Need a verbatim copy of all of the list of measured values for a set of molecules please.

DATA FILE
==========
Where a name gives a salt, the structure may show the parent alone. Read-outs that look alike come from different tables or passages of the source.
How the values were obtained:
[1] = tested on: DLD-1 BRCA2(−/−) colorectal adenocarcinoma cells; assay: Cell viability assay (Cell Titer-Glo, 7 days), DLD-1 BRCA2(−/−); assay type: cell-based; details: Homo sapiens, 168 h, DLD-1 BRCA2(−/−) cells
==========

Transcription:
Where a name gives a salt, the structure may show the parent alone. Read-outs that look alike come from different tables or passages of the source.
How the values were obtained:
[1] = tested on: DLD-1 BRCA2(−/−) colorectal adenocarcinoma cells; assay: Cell viability assay (Cell Titer-Glo, 7 days), DLD-1 BRCA2(−/−); assay type: cell-based; details: Homo sapiens, 168 h, DLD-1 BRCA2(−/−) cells